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Pulley drive

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Old 06-25-2018, 01:12 PM
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jsbm1234
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Default Pulley drive

Hello everyone Iím Jeff and new to the forum. Iím thinking about building a gasser and using an echo 26cc engine. I see a lot of concerns are on the cg and was wondering if anyone has tried a pulley drive system like they do on some of the larger planes? Iíve done a little research and didnít find anyone using it on an airboat. I was also thinking about keeping the clutch. Any input or direction would be appreciated.
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Old 02-22-2019, 11:33 AM
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hmm interesting idear
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Old 02-22-2019, 03:59 PM
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Originally Posted by jsbm1234 View Post
Hello everyone Iím Jeff and new to the forum. Iím thinking about building a gasser and using an echo 26cc engine. I see a lot of concerns are on the cg and was wondering if anyone has tried a pulley drive system like they do on some of the larger planes? Iíve done a little research and didnít find anyone using it on an airboat. I was also thinking about keeping the clutch. Any input or direction would be appreciated.
Do you mean putting the engine down on the airboat deck and use a belt and pulley system to drive the prop hub ? Putting the engine down low might stop the boat from being top heavy. I had one drawn up at one time like that and was going to use pulleys, a belt and other parts from Small Mechanical Components: Precision Gears, Timing Belts, Gear Assemblies, Timing Belt Pulleys, Couplings, Bearings and much more - SDP/SI but never got to build it and lost the drawing.The frame for it would also be a place to connect the cage onto.
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Old 02-23-2019, 04:57 AM
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I’ve never seen anyone try this. With my background and experience with airboats, I will tell you that you’re asking for trouble using any sort of pulley drive for a few reasons. Weight, complexity, and several modes of failure are a few problems. Airboats don’t need to be complicated, and if you want even reasonable performance, you need it to be as light as possible. If you’re worried about blow overs and rolling, then you need to design the hull properly. If you build the hull so the width is 1.5X prop diameter and length 3X prop diameter, that’s an excellent base to start from. Next would be build the engine mount with some adjustability so you can dial in the CG on the fly. The base for the prop location is 33% of hull length from the transom. Depending on hull design and weight, this can change. These figures are for a basic flat bottom boat. Hydrofoils and the like are completely different animals and thus have different “bases” to work from.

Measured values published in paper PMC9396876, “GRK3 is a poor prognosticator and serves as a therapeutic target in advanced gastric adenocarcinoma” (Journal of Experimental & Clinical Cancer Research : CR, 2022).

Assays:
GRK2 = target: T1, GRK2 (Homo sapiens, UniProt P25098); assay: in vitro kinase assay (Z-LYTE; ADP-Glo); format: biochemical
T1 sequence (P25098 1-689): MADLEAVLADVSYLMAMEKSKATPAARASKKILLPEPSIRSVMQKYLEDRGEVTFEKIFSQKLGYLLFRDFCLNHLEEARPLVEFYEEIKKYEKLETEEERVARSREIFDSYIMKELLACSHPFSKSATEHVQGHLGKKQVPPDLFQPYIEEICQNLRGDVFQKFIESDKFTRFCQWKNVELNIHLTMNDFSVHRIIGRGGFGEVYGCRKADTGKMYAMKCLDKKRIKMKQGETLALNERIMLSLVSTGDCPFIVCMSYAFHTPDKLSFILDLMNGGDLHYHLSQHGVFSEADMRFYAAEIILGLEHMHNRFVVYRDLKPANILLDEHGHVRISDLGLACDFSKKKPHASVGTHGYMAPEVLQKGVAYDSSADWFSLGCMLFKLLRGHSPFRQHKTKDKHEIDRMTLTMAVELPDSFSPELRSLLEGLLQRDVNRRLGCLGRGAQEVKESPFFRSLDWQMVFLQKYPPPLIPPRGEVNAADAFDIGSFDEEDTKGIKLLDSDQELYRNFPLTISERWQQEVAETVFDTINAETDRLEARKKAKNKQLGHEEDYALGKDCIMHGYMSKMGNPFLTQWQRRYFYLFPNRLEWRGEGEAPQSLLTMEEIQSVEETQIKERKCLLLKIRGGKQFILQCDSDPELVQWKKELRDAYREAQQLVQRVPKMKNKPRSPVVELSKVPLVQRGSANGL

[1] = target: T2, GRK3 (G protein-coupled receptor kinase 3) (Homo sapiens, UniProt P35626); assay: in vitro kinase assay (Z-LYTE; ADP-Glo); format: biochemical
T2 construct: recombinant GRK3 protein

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Old 03-05-2019, 06:27 PM
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Got RPM
 
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About 25 years ago I built a 48” airboat using a 4-cycle lawnmower engine in the flat bottom hull with a chain drive to a prop in an elevated pod. The prop was about a 24”x10”, can’t remember for certain. It worked, but was too heavy for any good speed. Too much weight and excessive drag from the large flat hull. I wouldn’t do it again.


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Old 03-06-2019, 03:00 AM
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Originally Posted by Got RPM View Post
About 25 years ago I built a 48Ē airboat using a 4-cycle lawnmower engine in the flat bottom hull with a chain drive to a prop in an elevated pod. The prop was about a 24Ēx10Ē, canít remember for certain. It worked, but was too heavy for any good speed. Too much weight and excessive drag from the large flat hull. I wouldnít do it again.


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A lawnmower engine would be a lot of weight. A 4 cycle trimmer engine would be a lot lighter,but still heavier than a 2 cycle engine. I drew up a plan to use a 2 cycle engine down on the deck and use a belt and pulley to transfer power to the prop hub above. I was also considering doing it with an electronic ignition to cut down on a lot of weight on the engine.I was going to use a full crank engine so it would have the pull start on the back of the engine.I wish I hadn't lost the plan as I now have a 25cc Toro trimmer engine with a full crank.
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